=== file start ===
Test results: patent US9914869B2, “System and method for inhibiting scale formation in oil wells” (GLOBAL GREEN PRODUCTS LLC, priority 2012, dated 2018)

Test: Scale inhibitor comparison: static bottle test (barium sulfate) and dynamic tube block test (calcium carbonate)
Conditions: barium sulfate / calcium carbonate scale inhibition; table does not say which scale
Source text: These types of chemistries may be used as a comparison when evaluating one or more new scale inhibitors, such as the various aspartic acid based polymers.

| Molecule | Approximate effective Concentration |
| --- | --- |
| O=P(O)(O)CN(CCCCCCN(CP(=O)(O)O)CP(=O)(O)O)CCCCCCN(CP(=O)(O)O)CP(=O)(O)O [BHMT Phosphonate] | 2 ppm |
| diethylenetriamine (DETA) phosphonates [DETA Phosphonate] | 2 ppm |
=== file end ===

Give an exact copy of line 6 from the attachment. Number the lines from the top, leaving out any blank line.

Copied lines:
| --- | --- |